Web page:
Carrie Patel: It’s a lot of fun. I think where I am in my career it’s more sort of when I’m traveling I’m looking for opportunities to go to book stores, and signings, and do readings. The burden is definitely on me to look for these opportunities, but it’s a good thing. I did a reading at Writers with Drinks. It’s an event up in San Francisco hosted by Charlie Jane Anders and it happens once a month. She was kind enough to invite me to read last weekend. I thought “I’m in San Francisco so lets go sign at Borderlands and then go to Barnes and Noble in San Jose. Do all the things.” It’s fun. It can be exhausting, though. I think for anyone who is in a similar position it’s important to find where your limits are and kind of set some reasonable goals, because I know people who travel most weekends a year which seem most unfathomable to me right now. You have to balance this stuff with your personal life and in the case of many people, myself included, you have to balance it with a day job too. I think just managing it so you’re productive and preventing a burn out, and really just looking for opportunities to magnify what you’re already doing much more really goes a long way.
FGN: Speaking of day jobs, I saw recently on your Twitter page that you recently celebrated two years working with Obsidian Entertainment. Can you tell us a little bit more about what you do on a daily basis with Obsidian?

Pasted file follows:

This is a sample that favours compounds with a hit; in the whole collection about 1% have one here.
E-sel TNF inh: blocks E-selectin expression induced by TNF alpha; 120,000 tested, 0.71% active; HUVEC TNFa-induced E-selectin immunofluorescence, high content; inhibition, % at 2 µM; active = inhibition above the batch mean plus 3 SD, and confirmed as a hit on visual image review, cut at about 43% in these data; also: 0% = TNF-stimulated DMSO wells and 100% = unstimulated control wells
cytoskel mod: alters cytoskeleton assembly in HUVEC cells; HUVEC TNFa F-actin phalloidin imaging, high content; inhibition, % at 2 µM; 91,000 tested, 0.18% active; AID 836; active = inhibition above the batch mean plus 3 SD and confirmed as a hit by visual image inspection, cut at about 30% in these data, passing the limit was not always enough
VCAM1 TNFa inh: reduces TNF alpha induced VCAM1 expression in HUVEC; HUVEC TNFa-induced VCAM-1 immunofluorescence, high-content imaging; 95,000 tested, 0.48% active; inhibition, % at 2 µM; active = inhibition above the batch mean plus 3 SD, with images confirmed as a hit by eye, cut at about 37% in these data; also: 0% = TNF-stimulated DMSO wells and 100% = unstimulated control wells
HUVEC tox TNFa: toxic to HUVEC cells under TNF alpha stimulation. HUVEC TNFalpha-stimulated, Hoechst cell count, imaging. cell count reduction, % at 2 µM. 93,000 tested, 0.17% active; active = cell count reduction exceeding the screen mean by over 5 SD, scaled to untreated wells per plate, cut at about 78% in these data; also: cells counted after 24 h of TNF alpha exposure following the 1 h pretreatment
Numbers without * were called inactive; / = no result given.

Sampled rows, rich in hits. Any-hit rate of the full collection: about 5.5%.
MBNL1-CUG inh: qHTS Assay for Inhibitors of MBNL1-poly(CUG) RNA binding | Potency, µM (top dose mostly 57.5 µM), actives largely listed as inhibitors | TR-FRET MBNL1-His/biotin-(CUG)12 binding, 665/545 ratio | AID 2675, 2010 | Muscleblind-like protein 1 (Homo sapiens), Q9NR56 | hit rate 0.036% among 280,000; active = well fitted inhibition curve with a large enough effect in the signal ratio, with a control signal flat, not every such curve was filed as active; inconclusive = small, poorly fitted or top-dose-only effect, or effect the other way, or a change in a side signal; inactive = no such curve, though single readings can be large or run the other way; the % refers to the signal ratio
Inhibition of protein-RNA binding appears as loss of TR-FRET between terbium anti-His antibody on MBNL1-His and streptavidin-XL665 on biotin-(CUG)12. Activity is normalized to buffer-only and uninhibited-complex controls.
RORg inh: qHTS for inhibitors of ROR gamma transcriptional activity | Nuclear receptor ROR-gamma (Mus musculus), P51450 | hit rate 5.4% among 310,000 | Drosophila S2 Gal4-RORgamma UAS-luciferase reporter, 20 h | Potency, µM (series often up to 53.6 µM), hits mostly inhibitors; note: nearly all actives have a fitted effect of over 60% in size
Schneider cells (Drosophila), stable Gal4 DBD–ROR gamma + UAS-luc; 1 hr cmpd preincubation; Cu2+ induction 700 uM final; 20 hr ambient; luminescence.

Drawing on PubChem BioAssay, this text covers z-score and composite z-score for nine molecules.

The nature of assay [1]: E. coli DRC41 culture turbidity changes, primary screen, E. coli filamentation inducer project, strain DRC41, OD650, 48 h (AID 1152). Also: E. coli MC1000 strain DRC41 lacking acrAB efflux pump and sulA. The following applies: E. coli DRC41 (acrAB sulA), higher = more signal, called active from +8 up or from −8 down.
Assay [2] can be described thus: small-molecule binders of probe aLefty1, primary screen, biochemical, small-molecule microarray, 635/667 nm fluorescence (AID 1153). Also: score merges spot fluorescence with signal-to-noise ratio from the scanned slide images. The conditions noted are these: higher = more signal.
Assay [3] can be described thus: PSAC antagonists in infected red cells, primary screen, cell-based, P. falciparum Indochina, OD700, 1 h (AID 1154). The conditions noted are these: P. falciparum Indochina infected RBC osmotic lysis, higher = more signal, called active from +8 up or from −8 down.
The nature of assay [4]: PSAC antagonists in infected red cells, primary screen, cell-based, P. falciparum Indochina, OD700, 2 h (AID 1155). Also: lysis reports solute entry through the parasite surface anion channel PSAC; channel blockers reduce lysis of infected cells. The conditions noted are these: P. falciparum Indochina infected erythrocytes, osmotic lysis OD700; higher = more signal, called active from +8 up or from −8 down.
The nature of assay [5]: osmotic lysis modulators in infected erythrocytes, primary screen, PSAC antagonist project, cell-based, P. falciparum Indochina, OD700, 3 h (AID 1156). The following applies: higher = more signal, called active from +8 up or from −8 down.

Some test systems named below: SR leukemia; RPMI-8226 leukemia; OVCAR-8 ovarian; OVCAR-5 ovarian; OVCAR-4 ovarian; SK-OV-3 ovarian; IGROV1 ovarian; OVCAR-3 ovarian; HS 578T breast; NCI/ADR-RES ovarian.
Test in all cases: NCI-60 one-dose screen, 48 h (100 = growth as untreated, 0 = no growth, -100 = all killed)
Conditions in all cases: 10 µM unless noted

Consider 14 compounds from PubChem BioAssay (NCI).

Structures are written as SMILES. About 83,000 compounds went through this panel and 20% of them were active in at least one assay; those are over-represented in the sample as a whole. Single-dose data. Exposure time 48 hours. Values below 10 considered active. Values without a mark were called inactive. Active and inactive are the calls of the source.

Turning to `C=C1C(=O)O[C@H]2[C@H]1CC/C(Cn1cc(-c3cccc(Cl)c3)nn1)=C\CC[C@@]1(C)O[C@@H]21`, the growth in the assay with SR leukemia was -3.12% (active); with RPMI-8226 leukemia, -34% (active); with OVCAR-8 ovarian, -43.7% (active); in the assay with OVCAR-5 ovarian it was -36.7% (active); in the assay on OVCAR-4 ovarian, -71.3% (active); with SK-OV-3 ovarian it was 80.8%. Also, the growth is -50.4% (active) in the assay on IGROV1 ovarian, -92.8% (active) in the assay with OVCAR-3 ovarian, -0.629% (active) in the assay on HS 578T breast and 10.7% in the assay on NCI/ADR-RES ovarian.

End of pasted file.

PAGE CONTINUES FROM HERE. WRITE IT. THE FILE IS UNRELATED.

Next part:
Carrie Patel: I’m a Narrative Designer. That means that myself, other Narrative Designers and our Narrative Lead are responsible for coming up with story, characters and developing the setting on the conceptual level. On the implementation level we do writing for dialogue, journal entries, examinables- you know in a game when you’re walking around in a world and you see something and go oh what’s that, that text. We do anything that has to do with story, writing and characters.
FGN: And you worked on Project Eternity? What was it like seeing that Kickstarter come through successfully and what was it like creating that world?
Carrie Patel: When I joined the project they were already in production, so it was at least a year after the Kickstarter initially happened. The paper designs were mostly there, the tweaking and review were still going on, but mostly we were working on getting the content together. You know, getting it to look really good, getting it in the game, trying to create a good player experience. It was definitely interesting because it was my first industry project, working on a Kickstarter game for your own IP when you don’t have a Publisher, and I don’t think we had one at the time, is completely different from working directly under a Publisher. I was learning a lot on the job and had all the world and lore documents to read on day one. It was a lot of “here’s the tools, and read these and GO.” It was fun, but it’s definitely one of those things where week one you think “I’m starting to get the hang of this” and week 2 you’re feeling exponentially better than week 1. It’s a lot of fast ramping up. It was obvious that everyone had a lot of passion for the project and what it meant as a return to this classic style of RPG gaming, and as a project that was very personal for Obsidian.